CHÂTEAU DE VILLANDRY – Completed in the 1750s, these glorious landscaped gardens are filled with ornamental vines, cascading flowers, ruler-sharp box hedges and tinkling fountains. The highlight is the 16th-century decorative kitchen garden.
CHÂTEAU D’USSE – Elaborate Usse inspired Charles Perrault’s classic fairy tale La Belle au Bois Dormant (known to English-speakers as Sleeping Beauty). Its creamy white towers and slate roofs certainly do jut out from the edge of the forest of Chinon as if from the pages of a book, but its most notable feature is the wonderful formal gardens designed by Andre Le Notre – landscape architect of Versailles.
CHÂTEAU DE CHAUMONT-SUR-LOIRE – Set on a bluff with sweeping views along the Loire, this chateau was originally a defensive fortress. Its elaborate gardens are at their finest during the International Garden Festival (late April to October each year), when more than 700 gardens are designed within the grounds. This year marks the 25th anniversary of the festival.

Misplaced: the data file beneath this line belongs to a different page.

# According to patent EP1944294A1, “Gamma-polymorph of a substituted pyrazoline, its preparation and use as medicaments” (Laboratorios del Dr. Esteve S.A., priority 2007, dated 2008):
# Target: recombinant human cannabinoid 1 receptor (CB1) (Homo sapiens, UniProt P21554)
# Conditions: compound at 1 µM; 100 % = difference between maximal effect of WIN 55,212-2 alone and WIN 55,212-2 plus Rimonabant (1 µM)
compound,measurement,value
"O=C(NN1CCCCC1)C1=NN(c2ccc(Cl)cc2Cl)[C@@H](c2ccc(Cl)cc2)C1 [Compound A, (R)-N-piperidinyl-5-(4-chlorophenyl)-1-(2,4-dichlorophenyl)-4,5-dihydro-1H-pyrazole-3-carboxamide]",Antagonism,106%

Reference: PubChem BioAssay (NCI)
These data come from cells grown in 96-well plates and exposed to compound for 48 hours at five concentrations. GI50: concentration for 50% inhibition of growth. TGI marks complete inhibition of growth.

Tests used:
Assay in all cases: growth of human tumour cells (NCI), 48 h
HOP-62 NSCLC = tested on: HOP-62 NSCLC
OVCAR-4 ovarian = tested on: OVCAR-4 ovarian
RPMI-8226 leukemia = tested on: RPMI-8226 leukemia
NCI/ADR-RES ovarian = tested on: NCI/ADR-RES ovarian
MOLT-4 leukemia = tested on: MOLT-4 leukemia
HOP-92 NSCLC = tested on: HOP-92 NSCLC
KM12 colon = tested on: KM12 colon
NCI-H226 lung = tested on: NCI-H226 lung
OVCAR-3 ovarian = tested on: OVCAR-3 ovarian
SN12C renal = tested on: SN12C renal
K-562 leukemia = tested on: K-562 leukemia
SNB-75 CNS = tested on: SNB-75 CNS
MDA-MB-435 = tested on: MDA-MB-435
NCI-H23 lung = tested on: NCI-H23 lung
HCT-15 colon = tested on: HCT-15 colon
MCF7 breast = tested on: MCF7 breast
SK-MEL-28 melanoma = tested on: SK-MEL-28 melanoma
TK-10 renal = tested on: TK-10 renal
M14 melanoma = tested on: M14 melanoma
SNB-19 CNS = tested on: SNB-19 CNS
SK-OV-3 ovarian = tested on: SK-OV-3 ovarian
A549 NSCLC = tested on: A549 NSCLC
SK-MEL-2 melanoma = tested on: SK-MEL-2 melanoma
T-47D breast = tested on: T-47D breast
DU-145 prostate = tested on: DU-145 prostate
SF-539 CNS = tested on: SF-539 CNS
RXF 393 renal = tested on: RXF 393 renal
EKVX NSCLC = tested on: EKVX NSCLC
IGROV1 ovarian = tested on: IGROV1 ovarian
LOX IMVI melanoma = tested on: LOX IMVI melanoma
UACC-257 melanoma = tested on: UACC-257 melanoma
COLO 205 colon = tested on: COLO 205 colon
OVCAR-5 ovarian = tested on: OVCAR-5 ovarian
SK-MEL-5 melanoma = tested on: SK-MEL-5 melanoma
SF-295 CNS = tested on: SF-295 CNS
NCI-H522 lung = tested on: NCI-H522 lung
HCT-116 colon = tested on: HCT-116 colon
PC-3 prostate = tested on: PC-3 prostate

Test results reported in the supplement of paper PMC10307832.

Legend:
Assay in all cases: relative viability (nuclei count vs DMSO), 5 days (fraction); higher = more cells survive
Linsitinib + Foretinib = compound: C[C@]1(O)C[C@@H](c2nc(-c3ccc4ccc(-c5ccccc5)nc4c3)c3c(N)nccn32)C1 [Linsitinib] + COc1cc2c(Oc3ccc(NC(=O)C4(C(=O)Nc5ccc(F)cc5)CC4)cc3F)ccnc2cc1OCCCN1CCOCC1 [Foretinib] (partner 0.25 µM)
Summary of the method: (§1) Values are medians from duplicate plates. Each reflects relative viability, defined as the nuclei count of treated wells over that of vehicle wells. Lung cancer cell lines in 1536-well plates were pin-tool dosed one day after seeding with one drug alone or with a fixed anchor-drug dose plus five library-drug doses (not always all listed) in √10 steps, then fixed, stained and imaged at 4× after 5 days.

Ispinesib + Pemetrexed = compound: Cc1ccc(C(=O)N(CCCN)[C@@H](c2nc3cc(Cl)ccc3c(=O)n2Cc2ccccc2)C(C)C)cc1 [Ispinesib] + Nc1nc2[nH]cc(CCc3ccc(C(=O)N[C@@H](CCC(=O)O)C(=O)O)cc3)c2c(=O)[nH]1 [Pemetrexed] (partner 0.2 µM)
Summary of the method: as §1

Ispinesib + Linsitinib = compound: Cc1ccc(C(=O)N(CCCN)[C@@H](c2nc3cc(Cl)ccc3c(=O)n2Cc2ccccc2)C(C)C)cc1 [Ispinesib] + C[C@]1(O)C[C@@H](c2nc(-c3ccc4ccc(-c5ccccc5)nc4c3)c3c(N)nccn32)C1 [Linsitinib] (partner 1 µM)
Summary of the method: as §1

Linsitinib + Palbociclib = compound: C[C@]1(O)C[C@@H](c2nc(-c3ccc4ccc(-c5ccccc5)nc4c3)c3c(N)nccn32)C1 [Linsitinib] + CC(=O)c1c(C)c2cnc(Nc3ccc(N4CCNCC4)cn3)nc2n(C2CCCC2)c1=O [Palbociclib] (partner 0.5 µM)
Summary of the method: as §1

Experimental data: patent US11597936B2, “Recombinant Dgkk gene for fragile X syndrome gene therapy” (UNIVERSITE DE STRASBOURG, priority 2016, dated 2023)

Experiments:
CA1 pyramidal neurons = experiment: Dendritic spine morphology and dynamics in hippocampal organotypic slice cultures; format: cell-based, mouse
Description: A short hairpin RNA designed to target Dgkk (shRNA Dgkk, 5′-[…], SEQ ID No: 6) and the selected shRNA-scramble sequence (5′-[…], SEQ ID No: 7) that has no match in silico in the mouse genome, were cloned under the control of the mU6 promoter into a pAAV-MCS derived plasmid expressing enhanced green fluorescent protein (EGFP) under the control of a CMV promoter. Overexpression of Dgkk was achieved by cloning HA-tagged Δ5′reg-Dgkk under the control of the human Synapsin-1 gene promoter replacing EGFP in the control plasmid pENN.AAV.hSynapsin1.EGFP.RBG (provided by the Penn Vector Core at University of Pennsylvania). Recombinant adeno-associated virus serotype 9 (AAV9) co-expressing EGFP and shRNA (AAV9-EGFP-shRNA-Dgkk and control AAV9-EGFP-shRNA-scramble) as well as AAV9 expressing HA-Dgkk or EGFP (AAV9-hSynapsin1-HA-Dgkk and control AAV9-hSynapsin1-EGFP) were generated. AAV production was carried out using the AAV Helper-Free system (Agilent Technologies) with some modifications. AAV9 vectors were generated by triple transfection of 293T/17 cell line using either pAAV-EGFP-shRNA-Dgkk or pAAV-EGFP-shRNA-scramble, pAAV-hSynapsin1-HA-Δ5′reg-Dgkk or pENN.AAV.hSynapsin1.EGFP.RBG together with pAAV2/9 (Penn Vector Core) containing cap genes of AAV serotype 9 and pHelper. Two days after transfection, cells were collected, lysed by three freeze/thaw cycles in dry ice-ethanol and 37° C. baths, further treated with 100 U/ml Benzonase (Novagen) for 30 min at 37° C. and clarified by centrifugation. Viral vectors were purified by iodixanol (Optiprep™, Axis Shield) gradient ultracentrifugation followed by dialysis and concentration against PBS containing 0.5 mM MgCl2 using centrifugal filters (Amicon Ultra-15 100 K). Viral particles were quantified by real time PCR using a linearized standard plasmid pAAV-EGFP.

Art & Architecture
CHÂTEAU DE CHAMBORD – This cityscape of turrets is hands-down the grandest and most visited chateau in the Loire Valley. Begun in 1519 under Francois I, it snowballed to include 440 rooms, 365 fireplaces and 84 staircases. Visit in the early morning to see it rise atmospherically from the mist.
CHÂTEAU DE CHENONCEAU – Spanning the languid Cher River via a series of supremely graceful arches, Chenonceau castle was largely the work of several remarkable women; it has an alternative name, Le Chateau des Dames. The interior includes a fabulous art collection with works by Tintoretto, Correggio, Rubens and others.
CHÂTEAU DE BEAUREGARD – The highlight of quiet Beauregard is a fascinating portrait gallery depicting 327 European notables including Christopher Columbus, Henry VIII and his doomed wife Anne Boleyn. The grounds encompass numerous gardens for summer strolls.
CHÂTEAU D’AZAY-LE-RIDEAU – Romantic, moat-ringed Azay-le-Rideau is adorned with slender turrets, geometric windows and decorative stonework, wrapped up within a shady park. Built in the 1500s on an island in the River Indre, it is currently open while undergoing rolling restoration works.
CHÂTEAU DE LANGEAIS – Fantastically preserved inside and out, Langeais was constructed as a fortress in the 1460s to cut off the likely invasion route from Brittany. It remains every inch the medieval stronghold: crenellated ramparts and defensive towers jut out from the rooftops of the surrounding village. Original 15th-century furniture fills its flagstoned rooms.